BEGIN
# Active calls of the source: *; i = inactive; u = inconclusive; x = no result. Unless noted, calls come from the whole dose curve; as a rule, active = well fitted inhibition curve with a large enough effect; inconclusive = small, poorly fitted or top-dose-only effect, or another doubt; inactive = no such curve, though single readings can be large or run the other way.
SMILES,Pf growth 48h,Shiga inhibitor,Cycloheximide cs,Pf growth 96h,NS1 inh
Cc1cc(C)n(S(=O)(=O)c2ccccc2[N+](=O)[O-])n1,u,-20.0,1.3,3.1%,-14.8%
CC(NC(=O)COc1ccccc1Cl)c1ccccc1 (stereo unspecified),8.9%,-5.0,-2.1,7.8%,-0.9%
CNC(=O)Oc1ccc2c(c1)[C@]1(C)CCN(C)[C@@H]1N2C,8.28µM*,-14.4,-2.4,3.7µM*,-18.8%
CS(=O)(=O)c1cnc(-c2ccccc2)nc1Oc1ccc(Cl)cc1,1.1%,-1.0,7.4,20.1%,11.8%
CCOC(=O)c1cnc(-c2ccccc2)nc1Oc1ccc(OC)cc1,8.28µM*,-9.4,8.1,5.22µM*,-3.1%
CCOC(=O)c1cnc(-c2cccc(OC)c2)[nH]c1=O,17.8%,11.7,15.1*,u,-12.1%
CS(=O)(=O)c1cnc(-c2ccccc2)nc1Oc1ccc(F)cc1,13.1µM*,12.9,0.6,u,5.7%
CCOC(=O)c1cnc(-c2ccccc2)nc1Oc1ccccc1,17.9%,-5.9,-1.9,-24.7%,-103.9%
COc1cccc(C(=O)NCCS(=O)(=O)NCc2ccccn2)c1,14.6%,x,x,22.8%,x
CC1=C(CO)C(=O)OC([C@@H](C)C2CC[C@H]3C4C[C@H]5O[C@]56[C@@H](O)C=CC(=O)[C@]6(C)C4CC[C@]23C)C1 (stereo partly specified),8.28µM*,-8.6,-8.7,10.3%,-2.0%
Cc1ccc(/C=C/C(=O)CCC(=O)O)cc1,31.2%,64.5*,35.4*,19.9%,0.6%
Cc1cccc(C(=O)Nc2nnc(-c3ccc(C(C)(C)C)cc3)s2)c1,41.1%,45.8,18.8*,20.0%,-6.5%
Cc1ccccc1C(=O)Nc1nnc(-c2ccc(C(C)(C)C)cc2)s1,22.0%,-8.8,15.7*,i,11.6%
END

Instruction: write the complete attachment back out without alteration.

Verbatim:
# Active calls of the source: *; i = inactive; u = inconclusive; x = no result. Unless noted, calls come from the whole dose curve; as a rule, active = well fitted inhibition curve with a large enough effect; inconclusive = small, poorly fitted or top-dose-only effect, or another doubt; inactive = no such curve, though single readings can be large or run the other way.
SMILES,Pf growth 48h,Shiga inhibitor,Cycloheximide cs,Pf growth 96h,NS1 inh
Cc1cc(C)n(S(=O)(=O)c2ccccc2[N+](=O)[O-])n1,u,-20.0,1.3,3.1%,-14.8%
CC(NC(=O)COc1ccccc1Cl)c1ccccc1 (stereo unspecified),8.9%,-5.0,-2.1,7.8%,-0.9%
CNC(=O)Oc1ccc2c(c1)[C@]1(C)CCN(C)[C@@H]1N2C,8.28µM*,-14.4,-2.4,3.7µM*,-18.8%
CS(=O)(=O)c1cnc(-c2ccccc2)nc1Oc1ccc(Cl)cc1,1.1%,-1.0,7.4,20.1%,11.8%
CCOC(=O)c1cnc(-c2ccccc2)nc1Oc1ccc(OC)cc1,8.28µM*,-9.4,8.1,5.22µM*,-3.1%
CCOC(=O)c1cnc(-c2cccc(OC)c2)[nH]c1=O,17.8%,11.7,15.1*,u,-12.1%
CS(=O)(=O)c1cnc(-c2ccccc2)nc1Oc1ccc(F)cc1,13.1µM*,12.9,0.6,u,5.7%
CCOC(=O)c1cnc(-c2ccccc2)nc1Oc1ccccc1,17.9%,-5.9,-1.9,-24.7%,-103.9%
COc1cccc(C(=O)NCCS(=O)(=O)NCc2ccccn2)c1,14.6%,x,x,22.8%,x
CC1=C(CO)C(=O)OC([C@@H](C)C2CC[C@H]3C4C[C@H]5O[C@]56[C@@H](O)C=CC(=O)[C@]6(C)C4CC[C@]23C)C1 (stereo partly specified),8.28µM*,-8.6,-8.7,10.3%,-2.0%
Cc1ccc(/C=C/C(=O)CCC(=O)O)cc1,31.2%,64.5*,35.4*,19.9%,0.6%
Cc1cccc(C(=O)Nc2nnc(-c3ccc(C(C)(C)C)cc3)s2)c1,41.1%,45.8,18.8*,20.0%,-6.5%
Cc1ccccc1C(=O)Nc1nnc(-c2ccc(C(C)(C)C)cc2)s1,22.0%,-8.8,15.7*,i,11.6%